The Archbishop of Canterbury Rowan Williams urged world leaders to “find greater political commitment to addressing poverty and inequality” as he and 1,500 Anglican bishops, their spouses as well as other faith leaders took to the streets of London on July 24 to dramatize their call for governments to fulfill their promise to halve poverty by 2015.
The marchers carried purple placards that read “Keep the Promise,” and “Halve Poverty by 2015,” in reference to the Millennium Development Goals (MDGs) set by the UN. Participants also carried the Poverty and Justice Bible, which highlights 2,000 verses of scripture relating to poverty and justice.
At the rally, Archbishop Williams presented British Prime Minister Gordon Brown with a letter urging him to press other governments to set a timetable for achieving the United Nations Millennium Development Goals (MDGs).
“Our leaders need to invest in and strengthen their partnership with the church worldwide, so that its extensive delivery network for education and health care, alongside other faiths, is fully utilized in the eradication of extreme poverty,” said Archbishop Williams in his letter. “…Because our faith challenges us to eradicate poverty, and not merely to reduce it, we should be all the more alarmed that with the half way mark to 2015 past, it is clear that most of these achievable targets will not be met.” The cause, he said, “is not lack of resources, but a lack of global political will.”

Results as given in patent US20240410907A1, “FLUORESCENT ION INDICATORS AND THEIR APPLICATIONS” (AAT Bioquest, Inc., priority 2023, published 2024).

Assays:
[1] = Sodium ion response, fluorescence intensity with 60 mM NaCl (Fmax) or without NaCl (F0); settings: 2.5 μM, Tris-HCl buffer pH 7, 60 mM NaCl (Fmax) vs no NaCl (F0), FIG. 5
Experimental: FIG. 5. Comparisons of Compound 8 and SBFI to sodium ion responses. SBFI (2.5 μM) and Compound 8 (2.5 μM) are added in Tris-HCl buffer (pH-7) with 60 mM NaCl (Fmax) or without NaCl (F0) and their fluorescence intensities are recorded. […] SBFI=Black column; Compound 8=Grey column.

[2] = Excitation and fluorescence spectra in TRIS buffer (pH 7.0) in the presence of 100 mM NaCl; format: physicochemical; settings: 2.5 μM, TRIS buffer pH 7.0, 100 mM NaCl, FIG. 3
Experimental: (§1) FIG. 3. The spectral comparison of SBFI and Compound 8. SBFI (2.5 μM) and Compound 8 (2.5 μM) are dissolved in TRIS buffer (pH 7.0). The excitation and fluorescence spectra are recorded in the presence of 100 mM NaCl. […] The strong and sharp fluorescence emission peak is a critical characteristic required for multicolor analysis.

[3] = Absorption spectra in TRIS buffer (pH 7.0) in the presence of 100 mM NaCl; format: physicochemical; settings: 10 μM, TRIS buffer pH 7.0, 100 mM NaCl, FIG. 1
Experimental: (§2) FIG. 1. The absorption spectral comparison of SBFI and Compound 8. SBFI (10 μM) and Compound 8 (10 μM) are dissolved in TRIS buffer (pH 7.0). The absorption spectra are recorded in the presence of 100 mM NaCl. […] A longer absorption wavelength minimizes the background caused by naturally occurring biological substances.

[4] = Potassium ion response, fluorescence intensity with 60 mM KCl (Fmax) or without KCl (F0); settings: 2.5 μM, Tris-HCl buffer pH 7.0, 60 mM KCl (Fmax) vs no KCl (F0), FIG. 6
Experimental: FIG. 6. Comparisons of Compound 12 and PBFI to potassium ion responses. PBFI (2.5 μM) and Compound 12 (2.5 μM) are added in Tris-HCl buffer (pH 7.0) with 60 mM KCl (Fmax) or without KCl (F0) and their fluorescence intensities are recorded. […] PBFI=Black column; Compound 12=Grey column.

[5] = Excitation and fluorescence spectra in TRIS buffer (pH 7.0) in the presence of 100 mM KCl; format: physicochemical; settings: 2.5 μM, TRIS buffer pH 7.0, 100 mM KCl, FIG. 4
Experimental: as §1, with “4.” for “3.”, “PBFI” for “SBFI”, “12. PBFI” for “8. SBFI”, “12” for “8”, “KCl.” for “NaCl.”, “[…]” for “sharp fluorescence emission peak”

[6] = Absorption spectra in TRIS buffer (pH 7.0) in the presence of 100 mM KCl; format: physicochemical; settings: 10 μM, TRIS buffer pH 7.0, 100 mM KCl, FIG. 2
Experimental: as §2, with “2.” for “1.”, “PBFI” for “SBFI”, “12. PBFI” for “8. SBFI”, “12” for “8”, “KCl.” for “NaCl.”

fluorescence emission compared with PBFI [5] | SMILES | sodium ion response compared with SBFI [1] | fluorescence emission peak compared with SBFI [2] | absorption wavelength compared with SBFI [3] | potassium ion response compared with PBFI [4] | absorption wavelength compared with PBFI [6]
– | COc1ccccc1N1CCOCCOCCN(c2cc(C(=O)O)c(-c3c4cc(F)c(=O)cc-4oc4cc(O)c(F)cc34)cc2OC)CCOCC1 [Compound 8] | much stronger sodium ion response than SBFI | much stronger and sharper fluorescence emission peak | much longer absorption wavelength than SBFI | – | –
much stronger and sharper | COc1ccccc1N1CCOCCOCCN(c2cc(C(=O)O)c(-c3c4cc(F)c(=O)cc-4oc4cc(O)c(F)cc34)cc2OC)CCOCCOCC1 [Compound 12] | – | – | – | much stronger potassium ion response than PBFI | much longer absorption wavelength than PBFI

Mr. Brown urged churches to apply more pressure on governments when the UN meets for an emergency session this month. “It’s poverty that needs an emergency (session),” he said “We need a march not just here in Lambeth but in New York…. We’ve got to redeem the pledges made by government.”
Prime Minister Brown paid tribute to faith leaders at the rally saying “there are millions of people you may not meet who owe a debt of gratitude for the work that you do” in alleviating poverty and other social injustices.
He described the unprecedented walk as “one of the greatest public demonstrations” by a faith community.
He was met with applause when he said that the walk sent a simple but clear message “that poverty can be eradicated, poverty must be eradicated, and if we all work together, it will be eradicated.”
Archbishop Williams said the Anglican Communion, along with other faith communities, has been active in fighting against poverty and injustice.